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Psychological factors

Psychological factors prevent patients completing surgery

Those patients who had surgery were more comfortable with surgical risks, had less confidence in their ability to lose weight on their own
Candidates for surgery may benefit from additional education about the severity and potential lethality of their co-morbid conditions, as well as the safety and benefits of bariatric surgery
Future studies to assess why so many obese individuals that are eligible for bariatric surgery do not even seek out the procedure

Many bariatric surgery candidates often drop out of the surgical process because they experience surgical anxiety and/or they believe that they can lose weight on their own, without surgery, according to research by investigators led by Dr David Mahony from PsyBari, Brooklyn, New York, US. Although these obese patients present with co-morbidities, these conditions do not sufficiently motivate patients to complete the surgical process.

 “Conversely, factors that are not traditionally assessed in the pre-surgical workup, such as their level of surgical anxiety and their beliefs about their ability to lose weight without surgery, may lead them to decide against surgery.”

The paper, ‘Psychological predictors of bariatric surgery attrition’, published in the open access journal Research, states that an estimated 49-69 percent to that patients who are enrolled in a bariatric surgery programme have the procedure. Previous research has outlined several factors for this high drop-out rate including financial, medical and/or psychological concerns. 

David Mahony

“Given that considerable time, effort, and expense are devoted to pre-surgical screenings, the cost-effectiveness of these screenings may be improved by advancing our understanding of the psychological factors that predict surgical attrition,” write the authors. “Furthermore, if psychological barriers that impede surgical completion can be identified, interventions to manage these barriers could be implemented so that a greater number of patients could receive the benefits of bariatric surgery.”

Study

A total of 123 patients agreed to take part in the study; 105 females (85.4%) and 18 males (14.6%). Of these, 90 (73.2%) identified themselves as Caucasian, 24 (19.5%) as African-American, 7 (5.7%) as Latino, and 2 (1.6%) as “other” race. They had a mean BMI (±SD) of 47.7 (±7.31) and mean age (±SD) of 48.82 (±11.45), when they enrolled in the programme.

The patients were interviewed via a semi-structured clinical telephone interview and their demographic, psychological and medical factors were assessed. All patients were asked about their anxiety about surgical risks, history of weight loss attempts, confidence in their ability to lose weight on their own, presence of obesity related co-morbidities, and their psychological status. Items were responded to with yes/no or rated on a 7 point Likert scale.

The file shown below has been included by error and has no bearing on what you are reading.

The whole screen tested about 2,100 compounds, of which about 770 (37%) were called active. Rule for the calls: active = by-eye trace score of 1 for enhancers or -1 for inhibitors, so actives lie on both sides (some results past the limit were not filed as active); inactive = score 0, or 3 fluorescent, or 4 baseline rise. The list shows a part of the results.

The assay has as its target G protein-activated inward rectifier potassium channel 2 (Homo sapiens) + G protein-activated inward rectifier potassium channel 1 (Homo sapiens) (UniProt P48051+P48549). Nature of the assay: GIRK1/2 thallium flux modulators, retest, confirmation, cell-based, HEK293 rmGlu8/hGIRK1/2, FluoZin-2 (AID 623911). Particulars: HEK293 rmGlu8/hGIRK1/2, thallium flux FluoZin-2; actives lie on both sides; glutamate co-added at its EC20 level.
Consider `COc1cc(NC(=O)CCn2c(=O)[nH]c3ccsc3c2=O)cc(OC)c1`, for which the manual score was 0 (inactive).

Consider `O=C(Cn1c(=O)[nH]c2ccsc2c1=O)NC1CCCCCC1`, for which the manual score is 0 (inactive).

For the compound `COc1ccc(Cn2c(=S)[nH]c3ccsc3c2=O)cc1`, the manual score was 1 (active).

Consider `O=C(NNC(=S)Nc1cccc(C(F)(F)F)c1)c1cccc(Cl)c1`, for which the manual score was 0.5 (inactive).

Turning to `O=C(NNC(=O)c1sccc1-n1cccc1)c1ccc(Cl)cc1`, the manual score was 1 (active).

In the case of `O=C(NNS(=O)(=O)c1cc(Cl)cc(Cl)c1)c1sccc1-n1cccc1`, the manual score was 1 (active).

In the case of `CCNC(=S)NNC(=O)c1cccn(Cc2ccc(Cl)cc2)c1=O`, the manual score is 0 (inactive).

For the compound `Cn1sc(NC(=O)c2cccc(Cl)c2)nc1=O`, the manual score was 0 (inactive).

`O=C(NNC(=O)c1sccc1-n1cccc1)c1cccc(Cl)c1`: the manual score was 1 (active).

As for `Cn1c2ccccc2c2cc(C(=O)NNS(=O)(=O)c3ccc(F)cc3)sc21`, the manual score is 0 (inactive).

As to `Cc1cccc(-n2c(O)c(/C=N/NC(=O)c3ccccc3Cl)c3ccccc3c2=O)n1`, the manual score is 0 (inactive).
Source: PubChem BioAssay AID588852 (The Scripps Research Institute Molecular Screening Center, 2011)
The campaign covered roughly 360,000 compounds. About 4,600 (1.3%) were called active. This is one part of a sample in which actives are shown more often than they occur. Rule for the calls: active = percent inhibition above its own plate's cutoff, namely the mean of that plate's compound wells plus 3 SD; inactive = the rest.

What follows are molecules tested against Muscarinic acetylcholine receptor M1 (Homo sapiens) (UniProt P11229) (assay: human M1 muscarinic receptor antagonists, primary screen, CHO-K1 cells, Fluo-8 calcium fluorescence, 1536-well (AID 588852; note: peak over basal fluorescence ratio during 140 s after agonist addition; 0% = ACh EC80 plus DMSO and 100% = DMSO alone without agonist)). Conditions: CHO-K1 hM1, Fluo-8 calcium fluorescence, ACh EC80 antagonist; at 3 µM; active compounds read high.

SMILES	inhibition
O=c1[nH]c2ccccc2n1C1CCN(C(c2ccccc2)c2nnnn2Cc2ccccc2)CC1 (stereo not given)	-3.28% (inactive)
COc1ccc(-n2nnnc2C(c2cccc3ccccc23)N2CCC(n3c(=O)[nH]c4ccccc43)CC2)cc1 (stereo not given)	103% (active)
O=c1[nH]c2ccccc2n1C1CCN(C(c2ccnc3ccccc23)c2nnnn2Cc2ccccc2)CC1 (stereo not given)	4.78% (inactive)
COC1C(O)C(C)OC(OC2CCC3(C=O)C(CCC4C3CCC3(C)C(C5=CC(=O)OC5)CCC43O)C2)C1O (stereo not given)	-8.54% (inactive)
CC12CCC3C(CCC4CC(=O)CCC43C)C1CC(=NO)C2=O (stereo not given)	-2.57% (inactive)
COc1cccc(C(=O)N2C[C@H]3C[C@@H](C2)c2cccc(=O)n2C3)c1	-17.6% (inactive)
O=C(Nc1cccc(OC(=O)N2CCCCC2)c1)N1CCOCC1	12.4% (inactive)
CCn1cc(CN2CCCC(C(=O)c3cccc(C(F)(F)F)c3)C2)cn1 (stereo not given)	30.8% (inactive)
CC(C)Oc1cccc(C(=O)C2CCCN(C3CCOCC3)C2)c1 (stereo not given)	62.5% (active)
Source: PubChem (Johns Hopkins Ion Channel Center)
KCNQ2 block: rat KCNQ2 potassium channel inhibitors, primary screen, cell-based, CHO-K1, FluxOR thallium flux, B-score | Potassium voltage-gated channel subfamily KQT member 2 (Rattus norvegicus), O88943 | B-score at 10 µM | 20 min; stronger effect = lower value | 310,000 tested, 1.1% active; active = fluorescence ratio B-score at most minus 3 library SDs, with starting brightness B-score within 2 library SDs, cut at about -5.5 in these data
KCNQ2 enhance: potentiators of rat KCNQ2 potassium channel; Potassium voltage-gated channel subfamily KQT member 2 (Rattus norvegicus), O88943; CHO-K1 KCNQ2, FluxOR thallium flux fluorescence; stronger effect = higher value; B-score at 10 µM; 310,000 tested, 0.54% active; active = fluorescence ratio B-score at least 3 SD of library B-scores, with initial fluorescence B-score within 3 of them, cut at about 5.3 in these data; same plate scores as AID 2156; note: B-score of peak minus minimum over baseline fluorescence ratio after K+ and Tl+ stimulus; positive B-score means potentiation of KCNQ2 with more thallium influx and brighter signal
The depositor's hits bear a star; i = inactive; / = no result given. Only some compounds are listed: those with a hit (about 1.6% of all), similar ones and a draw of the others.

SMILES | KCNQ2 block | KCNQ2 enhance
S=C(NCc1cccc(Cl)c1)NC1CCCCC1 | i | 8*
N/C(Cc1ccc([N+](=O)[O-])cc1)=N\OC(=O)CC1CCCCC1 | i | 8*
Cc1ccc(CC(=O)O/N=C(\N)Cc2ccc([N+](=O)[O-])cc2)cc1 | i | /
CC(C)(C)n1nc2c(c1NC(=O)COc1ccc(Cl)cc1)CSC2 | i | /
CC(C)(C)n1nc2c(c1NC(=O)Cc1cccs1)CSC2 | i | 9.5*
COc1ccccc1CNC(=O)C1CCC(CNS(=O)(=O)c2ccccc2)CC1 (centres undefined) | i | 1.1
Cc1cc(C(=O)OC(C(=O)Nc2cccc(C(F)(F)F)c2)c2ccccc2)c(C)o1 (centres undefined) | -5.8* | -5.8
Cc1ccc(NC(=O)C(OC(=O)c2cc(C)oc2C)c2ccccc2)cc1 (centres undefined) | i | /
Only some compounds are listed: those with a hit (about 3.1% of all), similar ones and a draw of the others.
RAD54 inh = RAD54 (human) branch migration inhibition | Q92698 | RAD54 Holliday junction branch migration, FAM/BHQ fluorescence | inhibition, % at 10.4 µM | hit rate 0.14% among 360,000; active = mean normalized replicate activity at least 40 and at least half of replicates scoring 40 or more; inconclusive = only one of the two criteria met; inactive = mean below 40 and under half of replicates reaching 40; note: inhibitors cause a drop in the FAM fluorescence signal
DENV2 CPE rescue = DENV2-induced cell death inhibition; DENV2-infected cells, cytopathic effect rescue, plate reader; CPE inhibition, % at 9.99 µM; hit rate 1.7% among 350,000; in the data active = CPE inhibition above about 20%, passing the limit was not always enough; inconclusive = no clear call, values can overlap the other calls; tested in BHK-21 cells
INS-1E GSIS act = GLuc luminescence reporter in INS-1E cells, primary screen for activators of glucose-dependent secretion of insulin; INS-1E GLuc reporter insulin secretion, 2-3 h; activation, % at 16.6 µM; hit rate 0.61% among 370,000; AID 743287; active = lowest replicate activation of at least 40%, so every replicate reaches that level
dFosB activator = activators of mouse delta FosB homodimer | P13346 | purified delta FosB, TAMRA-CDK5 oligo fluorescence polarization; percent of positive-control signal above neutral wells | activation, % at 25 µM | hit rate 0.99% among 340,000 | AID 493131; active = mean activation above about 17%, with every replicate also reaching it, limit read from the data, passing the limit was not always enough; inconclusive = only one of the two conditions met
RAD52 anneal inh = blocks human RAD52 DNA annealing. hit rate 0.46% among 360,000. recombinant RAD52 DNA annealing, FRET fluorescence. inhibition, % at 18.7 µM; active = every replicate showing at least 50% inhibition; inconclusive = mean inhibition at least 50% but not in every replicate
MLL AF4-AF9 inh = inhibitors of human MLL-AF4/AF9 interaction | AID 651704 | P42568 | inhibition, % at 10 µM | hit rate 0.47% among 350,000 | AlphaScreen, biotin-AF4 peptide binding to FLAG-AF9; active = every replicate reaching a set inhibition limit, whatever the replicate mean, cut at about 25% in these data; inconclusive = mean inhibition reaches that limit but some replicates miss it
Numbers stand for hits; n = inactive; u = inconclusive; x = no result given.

Outcomes

From 122 patients (one patient had missing data), 70 (57.7%) completed bariatric surgery compared with 52 (42.3%) dropped out and did not receive surgery. Of the 70 patients that completed surgery, 31 (44.3%) received the gastric band, 28 (40.0%) received the gastric bypass, five (7.1%) received the sleeve gastrectomy, and 6 (8.6%) received another procedure.

The authors report that those patients who had surgery were more comfortable with surgical risks, had less confidence in their ability to lose weight on their own, felt as though they were less able to control their weight and were more likely to believe that bariatric surgery was the only way for them to lose weight (Figure 1). 

Figure 1. Attrition due to psychological variables (all variables measured on a 7-point Likert Scale and all comparisons p<0.05)

They also had more previous weight loss attempts and were more likely to have experienced weight re-gain after dieting, in the past. No significant differences were found for completers vs. non-completers on medical and/or psychological co-morbidities including type 2 diabetes, hypertension, hypercholesterolemia, sleep apnea, asthma, back pain, heart disease and depression. 

Conclusion

“Overall, these findings offer insights into some of the psychological factors involved in determining whether or not a bariatric surgery candidate completes surgery. Most importantly, the results show that the motivators that patients usually report as their primary reasons for seeking bariatric surgery, such as medical co-morbidities, are not sufficient, the authors conclude. “Conversely, factors that are not traditionally assessed in the pre-surgical workup, such as their level of surgical anxiety and their beliefs about their ability to lose weight without surgery, may lead them to decide against surgery.”

The researchers added that candidates for surgery may benefit from additional education about the severity and potential lethality of their co-morbid conditions, as well as the safety and benefits of bariatric surgery.

The authors also call for future studies to determine whether these barriers are also the reason why so many obese individuals that are eligible for bariatric surgery do not even seek out the procedure.

This study was supported by Ethicon Endo-Surgery. 

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